1. This is an appeal from a judgment of Mr. Justice Divatia.. The facts on which his decision is based are shortly these-
The Divisional Forest Officer had a claim against one Ganpat under the Forest Act for Rs. 1,844 in respect of advances from the Ankola Firewood Depot, and he sent his claim to the Collector in order that the said amount might be recovered as arrears of land revenue under the Land Revenue Code. Ganpat's property was sold and thereafter two other claims were put forward, one claim in respect of money due to the Forest Department from Ganpat and his brother, known as Sunksal dues, and a claim made on behalf of the Ankola Urban Co-operative Credit Bank. Before the sale had taken place this bank had obtained award decrees against Ganpat and his brother and the plaintiffs, their sureties, and they claimed a share of the proceeds of the sale.
2. The question for determination was whether the claims made by Government were to be preferred to the claims that were made by the bank, which was a private person. Mr. Justice Divatia held that the right of priority given to Government by Section 137 of the Bombay Land Revenue Code was cur tailed by Section 151 of the Bombay Land Revenue Code, and on reading these two sections together he decided that the Government had a right of priority only for the land revenue demand for the current year. He therefore ordered that the decree of the lower appellate Court should be set aside and that the sale proceeds should be applied, after defraying the expenses of the sale, to the payment of Ankola Forest dues, the Sunksal Forest dues and the dues under the award decree obtained by the bank rateably. The Government of Bombay have appealed.
3. The view taken by Mr. Justice Divatia has been taken by the learned Chief Justice in the case of Balmukund v. Collector, Ahmednagar : AIR1935Bom25 , where he held that Sections 137 and 151 should be read together and that they confer priority only in respect of arrears for the current year and not for arrears of past years. This is the only decision of our own Court on this point which has been brought to our notice.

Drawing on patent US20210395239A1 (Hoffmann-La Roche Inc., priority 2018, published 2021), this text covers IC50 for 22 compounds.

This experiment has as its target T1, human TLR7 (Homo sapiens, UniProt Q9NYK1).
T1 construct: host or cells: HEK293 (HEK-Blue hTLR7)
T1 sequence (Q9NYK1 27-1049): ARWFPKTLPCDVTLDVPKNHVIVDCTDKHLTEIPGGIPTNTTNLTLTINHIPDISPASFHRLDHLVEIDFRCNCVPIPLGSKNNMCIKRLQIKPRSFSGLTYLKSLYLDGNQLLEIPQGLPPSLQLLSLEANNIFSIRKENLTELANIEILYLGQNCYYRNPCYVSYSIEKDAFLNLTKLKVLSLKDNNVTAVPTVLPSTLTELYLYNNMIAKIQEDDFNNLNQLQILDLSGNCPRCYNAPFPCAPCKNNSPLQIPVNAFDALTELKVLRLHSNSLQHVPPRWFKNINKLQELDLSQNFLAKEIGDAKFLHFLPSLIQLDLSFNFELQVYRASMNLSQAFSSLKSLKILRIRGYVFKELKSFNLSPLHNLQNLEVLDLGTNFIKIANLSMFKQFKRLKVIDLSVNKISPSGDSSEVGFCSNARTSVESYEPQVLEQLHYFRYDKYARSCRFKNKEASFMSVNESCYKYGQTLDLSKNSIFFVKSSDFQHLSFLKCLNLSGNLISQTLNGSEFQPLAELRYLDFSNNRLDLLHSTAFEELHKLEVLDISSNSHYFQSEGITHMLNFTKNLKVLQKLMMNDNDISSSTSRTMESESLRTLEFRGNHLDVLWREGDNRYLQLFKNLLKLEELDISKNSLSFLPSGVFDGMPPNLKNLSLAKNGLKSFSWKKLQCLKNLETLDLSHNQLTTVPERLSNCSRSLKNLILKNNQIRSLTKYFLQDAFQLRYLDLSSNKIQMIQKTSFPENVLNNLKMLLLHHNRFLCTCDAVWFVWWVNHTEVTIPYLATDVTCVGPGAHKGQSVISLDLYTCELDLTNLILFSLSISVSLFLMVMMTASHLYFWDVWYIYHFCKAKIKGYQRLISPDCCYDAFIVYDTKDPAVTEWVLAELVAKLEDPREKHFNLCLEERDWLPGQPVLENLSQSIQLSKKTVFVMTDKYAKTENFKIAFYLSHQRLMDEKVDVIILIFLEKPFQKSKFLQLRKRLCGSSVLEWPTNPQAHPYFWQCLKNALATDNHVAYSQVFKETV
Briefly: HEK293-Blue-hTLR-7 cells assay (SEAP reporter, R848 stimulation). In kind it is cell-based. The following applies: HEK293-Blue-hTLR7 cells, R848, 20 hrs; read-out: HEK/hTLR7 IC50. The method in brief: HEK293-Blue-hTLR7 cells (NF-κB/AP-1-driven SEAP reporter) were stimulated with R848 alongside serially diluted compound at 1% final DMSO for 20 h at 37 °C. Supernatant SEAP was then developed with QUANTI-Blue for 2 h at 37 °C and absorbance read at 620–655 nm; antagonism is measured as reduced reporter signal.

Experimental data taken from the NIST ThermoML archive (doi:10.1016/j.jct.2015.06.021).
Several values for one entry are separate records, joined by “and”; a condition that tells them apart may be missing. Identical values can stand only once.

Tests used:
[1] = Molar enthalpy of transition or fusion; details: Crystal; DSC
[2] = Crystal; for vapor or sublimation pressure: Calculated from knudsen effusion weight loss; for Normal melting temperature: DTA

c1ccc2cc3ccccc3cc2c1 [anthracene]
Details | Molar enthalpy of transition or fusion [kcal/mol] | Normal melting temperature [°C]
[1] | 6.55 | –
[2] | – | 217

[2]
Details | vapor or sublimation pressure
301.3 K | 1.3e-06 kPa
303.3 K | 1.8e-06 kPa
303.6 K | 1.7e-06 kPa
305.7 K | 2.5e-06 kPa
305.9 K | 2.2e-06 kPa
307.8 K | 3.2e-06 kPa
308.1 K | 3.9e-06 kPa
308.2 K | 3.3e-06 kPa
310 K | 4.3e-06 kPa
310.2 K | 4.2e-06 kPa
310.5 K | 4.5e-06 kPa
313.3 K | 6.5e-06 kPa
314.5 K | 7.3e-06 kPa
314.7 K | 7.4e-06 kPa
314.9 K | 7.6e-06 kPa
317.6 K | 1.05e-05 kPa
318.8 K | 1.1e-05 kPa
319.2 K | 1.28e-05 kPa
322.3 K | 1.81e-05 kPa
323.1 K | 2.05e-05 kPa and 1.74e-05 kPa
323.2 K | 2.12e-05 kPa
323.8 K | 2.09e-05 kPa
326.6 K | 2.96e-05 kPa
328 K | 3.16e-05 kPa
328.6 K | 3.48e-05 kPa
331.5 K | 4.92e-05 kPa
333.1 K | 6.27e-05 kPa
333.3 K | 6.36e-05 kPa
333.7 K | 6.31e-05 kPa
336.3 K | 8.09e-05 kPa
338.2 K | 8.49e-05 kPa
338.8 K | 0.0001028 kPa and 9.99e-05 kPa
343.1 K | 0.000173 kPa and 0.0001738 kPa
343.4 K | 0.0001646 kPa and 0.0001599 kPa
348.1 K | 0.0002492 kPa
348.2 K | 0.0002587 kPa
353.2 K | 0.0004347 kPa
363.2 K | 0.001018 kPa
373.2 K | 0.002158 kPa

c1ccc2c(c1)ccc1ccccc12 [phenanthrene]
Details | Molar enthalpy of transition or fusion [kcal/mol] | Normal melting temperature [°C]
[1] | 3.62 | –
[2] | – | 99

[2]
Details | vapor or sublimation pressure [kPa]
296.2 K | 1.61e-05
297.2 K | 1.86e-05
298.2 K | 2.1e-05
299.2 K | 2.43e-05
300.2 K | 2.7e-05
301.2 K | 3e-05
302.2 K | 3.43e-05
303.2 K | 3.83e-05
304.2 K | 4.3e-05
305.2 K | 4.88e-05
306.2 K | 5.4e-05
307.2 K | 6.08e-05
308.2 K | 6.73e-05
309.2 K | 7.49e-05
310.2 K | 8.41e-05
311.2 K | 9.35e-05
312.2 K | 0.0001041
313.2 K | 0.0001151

4. It is not disputed that the Crown is given priority by common law. Secretary of State for India v. Bombay Landing & Shipping Co. (1868) 5 B. H. C. 23 is the leading case on the subject. There it was held, after an exhaustive survey of the authorities,-
A judgment debt due to the Crown is in Bombay entitled to the same precedence in execution as a like judgment debt in England, if there be no special legislative provision affecting that right in the particular case.
But this common law priority is confined to unsecured debts, cf. Bank of Upper India v. The Administrator-General of Bengal I.L.R. (1917) 45 Cal. 653, where it is held-
that so far as the immoveable properties were concerned including the fixtures, the Crown was not entitled to priority, that the Alliance Bank as first mortgagee ranked first, but the Delhi and London Bank as second mortgagee was not entitled to priority over the Crown.